One of the questions we get asked a lot by people is “Did we hear anything great” that they should know about… that might affect their purchase plans over the next few system upgrades.
Thinking back to other shows, we, like most audiophiles we talk to, only find a couple or three things we think change the high-end landscape at each show.
On the plus side we have
the $139K Lamm ML3 and the $85K Audio Note U.K. Kegon Balanced. There are now two more ultra-fidelity amps added to what is still only a handful of ultra-fidelity tube amps.
Since these two brands, which we happily carry and use on a day to day basis in multiple systems [:-)], already had most if not all of the amps in this category to start with [Kondo is great, but their purpose is very different, and somewhat inaccessible to the American taste] – they have just solidified their reputation even more.
And, with the proliferation of so many newcomers, with amps from $30K to the sky, having brands with a reputation for building world-renowned amps for more than a few months should appeal the the buyer who wants to get their monies worth.
What does this mean for people with, uh, restraint? While the Kegon Balanced is like a 300B Gaku-On [the Gaku-On uses 211 tubes], Audio Note does use lots of the same technology in their new P4 Balanced [which is MUCH less expensive – the exact price of which is waiting on us to finish staring in horror at the British pound / U.S. dollar charts].
It is very unlikely that Lamm will come out with a ML2Prime or something between the ML2.1 and ML3 [unless everybody clamors for it – and even then, likely not] but the ML3 does increase the worthiness and renown of the brand [not that they needed it – so this is not major].
Let’s just go through them quickly and see which ones merit further discussion vis-a-vis people changing their buying decisions [as opposed to being pleasantly surprised that their previous choice is now sounding better than ever]. The $45K or so Audio Note AN/E SEC Signature now with high-efficiency hemp driver and high-resolution AlNiCo tweeter, The $16?K Classic Audio Reproductions with Field Coil midrange, … well, then we have the usual suspects: Hansen, EPOS, Audio Machina, Sunny Cable.
But new this year we have the Cessaro in the Zanden room [first time at a U.S. show], and new Kharma, Marten, Acoustic Zen speakers [are they trying to drive us nuts?]
For Kharma the new 3.2.2 [introduced at RMAF] and the new Galileo Exquisite [maybe I now will learn how to spell Galileo] make those who had the decision to make between going with the smaller 3.2 and the larger Midi Exquisite much more difficult – which these two speakers filling in that gap. For prospective Marten purchases – the new Form series competes with their Miles III [choose Form’s if you prefer lively and forgiving over accuracy and transparency, is the way I look at it]. And Acoustic Zen, with their new six foot tall statement speakers [I think these are still in prototype – but they sound ready to me and they are full range and somewhat forgiving].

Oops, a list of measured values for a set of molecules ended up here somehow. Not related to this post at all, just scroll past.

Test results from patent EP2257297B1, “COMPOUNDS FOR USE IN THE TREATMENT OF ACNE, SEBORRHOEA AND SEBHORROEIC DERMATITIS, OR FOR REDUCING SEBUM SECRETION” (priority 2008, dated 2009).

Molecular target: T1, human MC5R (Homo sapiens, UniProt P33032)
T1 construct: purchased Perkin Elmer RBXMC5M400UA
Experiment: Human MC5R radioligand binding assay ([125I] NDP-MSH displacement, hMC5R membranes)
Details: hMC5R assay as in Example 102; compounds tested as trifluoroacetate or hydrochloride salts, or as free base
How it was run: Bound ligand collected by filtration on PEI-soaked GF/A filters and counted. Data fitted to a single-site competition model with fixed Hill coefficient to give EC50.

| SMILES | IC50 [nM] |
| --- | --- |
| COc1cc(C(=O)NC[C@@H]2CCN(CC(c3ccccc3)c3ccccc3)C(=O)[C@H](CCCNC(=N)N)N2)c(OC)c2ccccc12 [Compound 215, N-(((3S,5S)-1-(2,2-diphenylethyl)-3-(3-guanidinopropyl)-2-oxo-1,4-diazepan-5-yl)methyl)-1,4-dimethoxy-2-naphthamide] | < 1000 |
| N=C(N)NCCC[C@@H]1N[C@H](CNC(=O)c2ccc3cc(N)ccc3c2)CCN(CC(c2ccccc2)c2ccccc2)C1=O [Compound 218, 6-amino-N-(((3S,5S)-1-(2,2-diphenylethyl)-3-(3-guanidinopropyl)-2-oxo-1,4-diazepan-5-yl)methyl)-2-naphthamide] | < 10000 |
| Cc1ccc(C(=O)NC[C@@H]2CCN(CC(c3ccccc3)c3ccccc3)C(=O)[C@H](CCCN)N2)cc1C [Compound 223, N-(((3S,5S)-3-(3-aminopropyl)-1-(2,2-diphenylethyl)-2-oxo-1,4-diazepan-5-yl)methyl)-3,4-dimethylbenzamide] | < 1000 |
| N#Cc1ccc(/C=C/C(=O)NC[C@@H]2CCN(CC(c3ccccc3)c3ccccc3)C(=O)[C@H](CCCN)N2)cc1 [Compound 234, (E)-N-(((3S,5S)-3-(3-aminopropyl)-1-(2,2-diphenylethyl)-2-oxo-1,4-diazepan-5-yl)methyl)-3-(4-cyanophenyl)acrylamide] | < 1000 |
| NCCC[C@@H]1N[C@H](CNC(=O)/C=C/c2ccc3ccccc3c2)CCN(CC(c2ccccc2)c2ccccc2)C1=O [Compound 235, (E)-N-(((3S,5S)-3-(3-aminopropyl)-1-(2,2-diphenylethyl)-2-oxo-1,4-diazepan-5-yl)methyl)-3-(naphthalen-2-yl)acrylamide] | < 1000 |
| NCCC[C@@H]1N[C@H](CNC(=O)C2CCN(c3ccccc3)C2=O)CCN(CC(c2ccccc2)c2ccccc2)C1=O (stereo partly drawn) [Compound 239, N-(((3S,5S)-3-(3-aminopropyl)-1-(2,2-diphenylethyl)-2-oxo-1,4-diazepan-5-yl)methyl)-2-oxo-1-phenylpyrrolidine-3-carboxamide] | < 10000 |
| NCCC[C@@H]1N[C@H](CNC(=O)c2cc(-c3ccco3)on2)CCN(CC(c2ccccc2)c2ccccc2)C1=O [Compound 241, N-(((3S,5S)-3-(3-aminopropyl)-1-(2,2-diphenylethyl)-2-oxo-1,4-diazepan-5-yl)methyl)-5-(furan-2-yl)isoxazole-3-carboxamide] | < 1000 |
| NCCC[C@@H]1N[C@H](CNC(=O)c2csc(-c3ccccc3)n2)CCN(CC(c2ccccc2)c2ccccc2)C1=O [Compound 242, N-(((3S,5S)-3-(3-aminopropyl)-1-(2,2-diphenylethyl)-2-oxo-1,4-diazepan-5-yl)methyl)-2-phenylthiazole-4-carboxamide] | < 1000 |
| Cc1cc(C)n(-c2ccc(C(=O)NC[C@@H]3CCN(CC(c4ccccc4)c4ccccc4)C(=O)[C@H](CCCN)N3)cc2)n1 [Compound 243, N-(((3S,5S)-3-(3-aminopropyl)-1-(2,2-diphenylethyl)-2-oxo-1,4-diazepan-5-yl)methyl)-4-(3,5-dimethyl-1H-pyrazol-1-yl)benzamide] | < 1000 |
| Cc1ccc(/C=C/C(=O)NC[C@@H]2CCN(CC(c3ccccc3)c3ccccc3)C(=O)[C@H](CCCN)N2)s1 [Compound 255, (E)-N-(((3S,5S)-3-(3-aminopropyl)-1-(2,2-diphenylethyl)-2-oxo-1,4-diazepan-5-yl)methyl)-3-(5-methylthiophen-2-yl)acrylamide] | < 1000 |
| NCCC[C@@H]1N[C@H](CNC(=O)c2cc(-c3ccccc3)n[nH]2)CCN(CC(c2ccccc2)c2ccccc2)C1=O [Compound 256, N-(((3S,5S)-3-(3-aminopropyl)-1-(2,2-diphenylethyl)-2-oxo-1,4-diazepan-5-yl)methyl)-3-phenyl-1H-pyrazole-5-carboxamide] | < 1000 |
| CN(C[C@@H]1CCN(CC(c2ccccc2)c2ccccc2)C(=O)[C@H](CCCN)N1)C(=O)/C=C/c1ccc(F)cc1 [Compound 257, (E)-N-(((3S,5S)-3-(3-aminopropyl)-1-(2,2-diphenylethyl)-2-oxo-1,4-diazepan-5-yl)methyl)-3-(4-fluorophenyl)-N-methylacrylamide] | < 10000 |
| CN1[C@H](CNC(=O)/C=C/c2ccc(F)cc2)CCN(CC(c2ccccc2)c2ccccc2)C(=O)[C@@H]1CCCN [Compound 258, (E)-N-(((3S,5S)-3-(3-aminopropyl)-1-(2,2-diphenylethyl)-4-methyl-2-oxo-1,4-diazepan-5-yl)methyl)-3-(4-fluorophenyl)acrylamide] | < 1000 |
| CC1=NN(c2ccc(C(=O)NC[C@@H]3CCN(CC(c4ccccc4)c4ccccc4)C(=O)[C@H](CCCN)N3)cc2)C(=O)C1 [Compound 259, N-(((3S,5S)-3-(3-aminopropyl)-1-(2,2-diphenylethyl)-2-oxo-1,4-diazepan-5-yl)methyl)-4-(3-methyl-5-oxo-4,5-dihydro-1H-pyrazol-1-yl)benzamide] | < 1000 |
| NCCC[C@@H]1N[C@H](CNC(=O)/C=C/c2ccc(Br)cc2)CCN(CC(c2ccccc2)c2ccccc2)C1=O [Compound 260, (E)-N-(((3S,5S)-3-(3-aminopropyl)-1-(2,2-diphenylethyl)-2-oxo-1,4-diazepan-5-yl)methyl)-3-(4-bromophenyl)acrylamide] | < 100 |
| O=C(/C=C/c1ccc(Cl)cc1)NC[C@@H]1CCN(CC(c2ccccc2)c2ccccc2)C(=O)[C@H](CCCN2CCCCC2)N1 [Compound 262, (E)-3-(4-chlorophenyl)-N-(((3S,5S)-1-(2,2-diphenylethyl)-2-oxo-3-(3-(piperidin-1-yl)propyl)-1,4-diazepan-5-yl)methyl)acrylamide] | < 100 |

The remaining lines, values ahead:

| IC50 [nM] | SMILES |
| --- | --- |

The Cessaro – it is so much easier to talk about things we don’t sell, mostly because I want to be completely accurate about the pluses and minuses about the things we DO sell, and the things we don’t… well, I can just give kind of a general recommendation – that it ‘looks good’ at first blush [or second or whatever]. So, uh, yeah, the Cessaro horn speakers sounded good within the constraints of a room that had giant speakers and no room treatment. The highs were pure, the midrange was decent and the bass was attached and not under- or overwhelming – very much that ‘big horn sound’ done correctly, to my way of thinking, so that it sounds like the music other speakers make, just bigger and more relaxed and more dynamic. To be explicit: these sounded a lot like Acapella speakers – the sound quality [and appearance :-)] of this particular pair roughly falling between their Campanile and Triolon models. I say roughly because I only heard a few songs here – it was just a first blush.